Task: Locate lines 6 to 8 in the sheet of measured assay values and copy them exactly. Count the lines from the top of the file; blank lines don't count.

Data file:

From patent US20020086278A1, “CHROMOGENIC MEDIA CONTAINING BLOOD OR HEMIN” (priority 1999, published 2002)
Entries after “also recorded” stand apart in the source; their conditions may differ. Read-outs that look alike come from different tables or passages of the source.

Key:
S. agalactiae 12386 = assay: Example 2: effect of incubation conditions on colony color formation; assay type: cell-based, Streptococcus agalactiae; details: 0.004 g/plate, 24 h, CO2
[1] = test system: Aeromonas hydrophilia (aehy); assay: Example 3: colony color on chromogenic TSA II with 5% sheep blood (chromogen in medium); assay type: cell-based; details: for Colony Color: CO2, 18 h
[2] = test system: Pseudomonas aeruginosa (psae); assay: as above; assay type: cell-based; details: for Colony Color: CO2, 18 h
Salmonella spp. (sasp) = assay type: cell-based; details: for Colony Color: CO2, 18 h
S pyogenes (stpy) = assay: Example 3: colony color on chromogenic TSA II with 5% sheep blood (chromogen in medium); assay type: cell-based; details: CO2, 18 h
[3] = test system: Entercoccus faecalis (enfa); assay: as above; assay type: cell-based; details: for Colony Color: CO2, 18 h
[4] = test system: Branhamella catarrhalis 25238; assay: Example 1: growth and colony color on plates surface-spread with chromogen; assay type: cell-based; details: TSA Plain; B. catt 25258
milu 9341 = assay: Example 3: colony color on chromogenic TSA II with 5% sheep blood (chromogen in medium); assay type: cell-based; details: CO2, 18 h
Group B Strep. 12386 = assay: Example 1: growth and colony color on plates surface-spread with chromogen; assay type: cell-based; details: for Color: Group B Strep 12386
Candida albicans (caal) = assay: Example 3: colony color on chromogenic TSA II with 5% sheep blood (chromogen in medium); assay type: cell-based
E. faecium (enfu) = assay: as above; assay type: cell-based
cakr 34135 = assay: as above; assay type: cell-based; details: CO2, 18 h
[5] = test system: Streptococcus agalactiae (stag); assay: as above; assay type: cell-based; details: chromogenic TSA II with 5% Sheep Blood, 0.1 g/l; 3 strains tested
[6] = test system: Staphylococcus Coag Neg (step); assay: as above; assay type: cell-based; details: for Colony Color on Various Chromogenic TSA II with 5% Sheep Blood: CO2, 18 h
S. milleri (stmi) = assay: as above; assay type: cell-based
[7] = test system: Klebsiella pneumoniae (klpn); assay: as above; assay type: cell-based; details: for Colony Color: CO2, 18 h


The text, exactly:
[2] = test system: Pseudomonas aeruginosa (psae); assay: as above; assay type: cell-based; details: for Colony Color: CO2, 18 h
Salmonella spp. (sasp) = assay type: cell-based; details: for Colony Color: CO2, 18 h
S pyogenes (stpy) = assay: Example 3: colony color on chromogenic TSA II with 5% sheep blood (chromogen in medium); assay type: cell-based; details: CO2, 18 h